There is a whole series of huge infrastructure and construction projects already underway across London in areas such as housing, transport and retail.
Rapid population growth will add to these in the future. Londonís population is 8.2m, the UKís 63.2m. Official projections point to these numbers reaching 9.1m and 65.4m by 2020 and still rising.
By 2060 the UKís population is expected to reach 81.5m, although the upper trajectory, which I think is more likely, is 94.8m.
Little wonder therefore that international firms based overseas, who see the growing global economy first hand, and who are confident about the UKís ability to rebound, are investing. It raises the question why more British firms are not investing, or indeed why is the Government not taking advantage of low interest rates to renew the UKís creaking infrastructure?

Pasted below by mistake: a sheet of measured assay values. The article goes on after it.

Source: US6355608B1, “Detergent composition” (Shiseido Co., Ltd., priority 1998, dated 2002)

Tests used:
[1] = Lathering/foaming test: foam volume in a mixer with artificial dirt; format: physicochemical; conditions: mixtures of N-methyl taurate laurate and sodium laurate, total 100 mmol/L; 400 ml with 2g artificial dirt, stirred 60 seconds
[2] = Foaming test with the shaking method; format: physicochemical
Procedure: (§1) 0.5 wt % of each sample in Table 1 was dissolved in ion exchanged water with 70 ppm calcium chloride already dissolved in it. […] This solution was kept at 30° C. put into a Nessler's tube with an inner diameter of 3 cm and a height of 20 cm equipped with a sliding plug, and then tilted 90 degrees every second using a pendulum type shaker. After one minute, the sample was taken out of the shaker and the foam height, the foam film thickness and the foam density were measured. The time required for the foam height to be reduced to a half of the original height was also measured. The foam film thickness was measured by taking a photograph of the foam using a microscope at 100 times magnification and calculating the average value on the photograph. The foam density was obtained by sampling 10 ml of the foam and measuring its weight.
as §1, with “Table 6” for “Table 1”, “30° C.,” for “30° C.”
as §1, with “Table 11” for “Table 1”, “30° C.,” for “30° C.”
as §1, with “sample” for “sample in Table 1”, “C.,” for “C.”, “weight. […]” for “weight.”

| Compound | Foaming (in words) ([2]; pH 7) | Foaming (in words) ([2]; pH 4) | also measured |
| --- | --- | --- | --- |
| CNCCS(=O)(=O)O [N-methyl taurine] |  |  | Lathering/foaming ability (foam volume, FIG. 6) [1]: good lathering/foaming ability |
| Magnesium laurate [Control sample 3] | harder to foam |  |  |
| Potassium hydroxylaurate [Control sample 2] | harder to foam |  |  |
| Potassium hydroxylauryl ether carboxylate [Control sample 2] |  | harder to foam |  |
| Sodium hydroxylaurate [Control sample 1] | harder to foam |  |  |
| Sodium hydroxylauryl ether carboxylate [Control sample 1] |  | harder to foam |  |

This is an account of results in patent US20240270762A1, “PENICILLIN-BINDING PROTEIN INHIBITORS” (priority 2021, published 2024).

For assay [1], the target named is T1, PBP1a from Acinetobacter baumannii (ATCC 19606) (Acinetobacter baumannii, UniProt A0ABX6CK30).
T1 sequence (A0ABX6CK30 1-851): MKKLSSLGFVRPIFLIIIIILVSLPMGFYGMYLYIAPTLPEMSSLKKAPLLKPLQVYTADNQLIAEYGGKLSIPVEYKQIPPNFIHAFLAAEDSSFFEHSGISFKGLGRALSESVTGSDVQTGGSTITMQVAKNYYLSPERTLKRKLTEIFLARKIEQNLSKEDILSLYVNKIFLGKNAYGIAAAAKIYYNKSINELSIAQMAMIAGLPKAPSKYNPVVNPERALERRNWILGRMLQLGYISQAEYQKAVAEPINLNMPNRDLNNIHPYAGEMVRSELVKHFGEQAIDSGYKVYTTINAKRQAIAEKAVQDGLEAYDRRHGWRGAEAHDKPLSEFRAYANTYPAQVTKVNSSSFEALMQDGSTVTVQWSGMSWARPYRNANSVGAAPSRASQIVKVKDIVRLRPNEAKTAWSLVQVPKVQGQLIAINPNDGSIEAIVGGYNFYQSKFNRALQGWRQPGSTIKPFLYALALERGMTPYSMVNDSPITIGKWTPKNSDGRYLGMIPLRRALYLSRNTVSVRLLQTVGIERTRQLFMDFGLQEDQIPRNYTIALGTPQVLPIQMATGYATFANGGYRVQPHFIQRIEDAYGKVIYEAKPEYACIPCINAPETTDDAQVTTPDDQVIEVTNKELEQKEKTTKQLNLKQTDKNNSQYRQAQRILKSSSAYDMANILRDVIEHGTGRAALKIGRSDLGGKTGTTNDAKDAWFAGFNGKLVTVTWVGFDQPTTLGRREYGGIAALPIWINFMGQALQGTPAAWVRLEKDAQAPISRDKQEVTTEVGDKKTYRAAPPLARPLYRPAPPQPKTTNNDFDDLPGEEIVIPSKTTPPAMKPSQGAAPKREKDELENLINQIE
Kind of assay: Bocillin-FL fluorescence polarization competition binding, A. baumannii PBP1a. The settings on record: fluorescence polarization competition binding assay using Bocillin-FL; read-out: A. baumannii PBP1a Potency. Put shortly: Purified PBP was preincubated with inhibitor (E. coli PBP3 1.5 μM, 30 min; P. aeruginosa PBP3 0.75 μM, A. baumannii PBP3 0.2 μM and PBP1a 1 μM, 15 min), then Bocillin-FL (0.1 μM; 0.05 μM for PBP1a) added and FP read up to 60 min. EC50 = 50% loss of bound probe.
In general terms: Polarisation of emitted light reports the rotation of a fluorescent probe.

In the wake of the death of Baroness Thatcher there has been a renewed discussion on the need for supply-side reforms. In recent years the UK seems to have lost its way in this area.
Supply-side measures are hard to explain, but there was an election broadcast from before the 1979 General election that I always thought got the message across well.
It was shot at the old West London stadium, and showed a race where each runner represented a country. Britain was in the lead, and then the management started to place weights around the British runnerís neck.
These weights were labelled with words such as taxes and regulation. They slowed the runner down, so much so he was overtaken by other countries.
The answer, in that broadcast, was to change the management in order to remove the weights from around the British runnerís neck so that he would then be able to go faster, and overtake the field. He did.